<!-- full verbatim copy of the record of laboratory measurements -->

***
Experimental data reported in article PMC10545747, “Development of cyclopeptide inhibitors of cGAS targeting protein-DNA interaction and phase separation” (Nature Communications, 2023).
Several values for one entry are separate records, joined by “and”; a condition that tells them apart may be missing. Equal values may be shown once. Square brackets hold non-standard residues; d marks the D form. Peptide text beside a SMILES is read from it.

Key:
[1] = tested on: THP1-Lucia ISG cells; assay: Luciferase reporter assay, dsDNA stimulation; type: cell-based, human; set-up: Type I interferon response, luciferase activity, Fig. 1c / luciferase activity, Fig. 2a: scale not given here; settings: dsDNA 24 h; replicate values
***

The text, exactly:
Experimental data reported in article PMC10545747, “Development of cyclopeptide inhibitors of cGAS targeting protein-DNA interaction and phase separation” (Nature Communications, 2023).
Several values for one entry are separate records, joined by “and”; a condition that tells them apart may be missing. Equal values may be shown once. Square brackets hold non-standard residues; d marks the D form. Peptide text beside a SMILES is read from it.

Key:
[1] = tested on: THP1-Lucia ISG cells; assay: Luciferase reporter assay, dsDNA stimulation; type: cell-based, human; set-up: Type I interferon response, luciferase activity, Fig. 1c / luciferase activity, Fig. 2a: scale not given here; settings: dsDNA 24 h; replicate values